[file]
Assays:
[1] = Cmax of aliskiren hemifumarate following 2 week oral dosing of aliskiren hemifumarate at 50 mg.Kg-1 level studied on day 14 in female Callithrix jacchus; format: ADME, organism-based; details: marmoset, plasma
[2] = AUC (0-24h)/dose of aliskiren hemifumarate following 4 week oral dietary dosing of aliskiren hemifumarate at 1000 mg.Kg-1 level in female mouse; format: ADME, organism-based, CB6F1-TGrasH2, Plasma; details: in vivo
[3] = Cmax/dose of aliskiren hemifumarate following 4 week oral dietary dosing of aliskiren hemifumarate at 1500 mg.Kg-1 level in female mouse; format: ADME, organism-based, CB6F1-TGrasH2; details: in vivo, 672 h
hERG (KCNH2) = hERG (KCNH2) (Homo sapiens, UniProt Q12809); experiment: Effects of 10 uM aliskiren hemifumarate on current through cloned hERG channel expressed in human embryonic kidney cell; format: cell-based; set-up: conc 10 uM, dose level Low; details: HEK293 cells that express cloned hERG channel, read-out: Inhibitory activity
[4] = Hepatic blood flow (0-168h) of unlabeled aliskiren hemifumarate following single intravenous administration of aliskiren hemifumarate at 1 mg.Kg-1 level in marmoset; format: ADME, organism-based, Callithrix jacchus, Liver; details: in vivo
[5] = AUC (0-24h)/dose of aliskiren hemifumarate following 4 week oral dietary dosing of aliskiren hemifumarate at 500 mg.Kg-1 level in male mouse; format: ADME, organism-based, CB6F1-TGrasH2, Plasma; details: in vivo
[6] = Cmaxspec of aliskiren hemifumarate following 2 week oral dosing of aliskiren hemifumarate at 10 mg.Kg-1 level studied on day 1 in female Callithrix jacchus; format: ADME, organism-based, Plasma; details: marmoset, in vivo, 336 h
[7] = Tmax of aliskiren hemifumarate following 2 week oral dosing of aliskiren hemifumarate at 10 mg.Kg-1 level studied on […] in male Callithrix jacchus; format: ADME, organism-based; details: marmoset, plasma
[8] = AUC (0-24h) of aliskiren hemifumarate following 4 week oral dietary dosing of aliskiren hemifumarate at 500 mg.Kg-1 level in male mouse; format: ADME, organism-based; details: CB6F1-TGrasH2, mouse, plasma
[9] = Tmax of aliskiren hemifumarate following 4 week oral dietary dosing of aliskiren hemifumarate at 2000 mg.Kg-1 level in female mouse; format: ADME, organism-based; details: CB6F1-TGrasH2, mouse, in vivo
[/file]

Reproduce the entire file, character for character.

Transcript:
Assays:
[1] = Cmax of aliskiren hemifumarate following 2 week oral dosing of aliskiren hemifumarate at 50 mg.Kg-1 level studied on day 14 in female Callithrix jacchus; format: ADME, organism-based; details: marmoset, plasma
[2] = AUC (0-24h)/dose of aliskiren hemifumarate following 4 week oral dietary dosing of aliskiren hemifumarate at 1000 mg.Kg-1 level in female mouse; format: ADME, organism-based, CB6F1-TGrasH2, Plasma; details: in vivo
[3] = Cmax/dose of aliskiren hemifumarate following 4 week oral dietary dosing of aliskiren hemifumarate at 1500 mg.Kg-1 level in female mouse; format: ADME, organism-based, CB6F1-TGrasH2; details: in vivo, 672 h
hERG (KCNH2) = hERG (KCNH2) (Homo sapiens, UniProt Q12809); experiment: Effects of 10 uM aliskiren hemifumarate on current through cloned hERG channel expressed in human embryonic kidney cell; format: cell-based; set-up: conc 10 uM, dose level Low; details: HEK293 cells that express cloned hERG channel, read-out: Inhibitory activity
[4] = Hepatic blood flow (0-168h) of unlabeled aliskiren hemifumarate following single intravenous administration of aliskiren hemifumarate at 1 mg.Kg-1 level in marmoset; format: ADME, organism-based, Callithrix jacchus, Liver; details: in vivo
[5] = AUC (0-24h)/dose of aliskiren hemifumarate following 4 week oral dietary dosing of aliskiren hemifumarate at 500 mg.Kg-1 level in male mouse; format: ADME, organism-based, CB6F1-TGrasH2, Plasma; details: in vivo
[6] = Cmaxspec of aliskiren hemifumarate following 2 week oral dosing of aliskiren hemifumarate at 10 mg.Kg-1 level studied on day 1 in female Callithrix jacchus; format: ADME, organism-based, Plasma; details: marmoset, in vivo, 336 h
[7] = Tmax of aliskiren hemifumarate following 2 week oral dosing of aliskiren hemifumarate at 10 mg.Kg-1 level studied on […] in male Callithrix jacchus; format: ADME, organism-based; details: marmoset, plasma
[8] = AUC (0-24h) of aliskiren hemifumarate following 4 week oral dietary dosing of aliskiren hemifumarate at 500 mg.Kg-1 level in male mouse; format: ADME, organism-based; details: CB6F1-TGrasH2, mouse, plasma
[9] = Tmax of aliskiren hemifumarate following 4 week oral dietary dosing of aliskiren hemifumarate at 2000 mg.Kg-1 level in female mouse; format: ADME, organism-based; details: CB6F1-TGrasH2, mouse, in vivo